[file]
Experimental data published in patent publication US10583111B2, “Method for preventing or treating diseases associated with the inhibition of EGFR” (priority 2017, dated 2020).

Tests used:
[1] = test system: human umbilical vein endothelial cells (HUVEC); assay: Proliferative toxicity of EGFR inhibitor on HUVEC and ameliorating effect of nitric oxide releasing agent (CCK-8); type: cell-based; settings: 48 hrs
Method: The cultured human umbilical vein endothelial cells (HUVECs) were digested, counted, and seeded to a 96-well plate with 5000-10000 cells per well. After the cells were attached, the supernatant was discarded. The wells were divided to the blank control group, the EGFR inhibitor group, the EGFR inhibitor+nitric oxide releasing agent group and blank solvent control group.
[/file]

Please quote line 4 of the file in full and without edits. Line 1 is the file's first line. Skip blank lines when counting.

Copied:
Method: The cultured human umbilical vein endothelial cells (HUVECs) were digested, counted, and seeded to a 96-well plate with 5000-10000 cells per well. After the cells were attached, the supernatant was discarded. The wells were divided to the blank control group, the EGFR inhibitor group, the EGFR inhibitor+nitric oxide releasing agent group and blank solvent control group.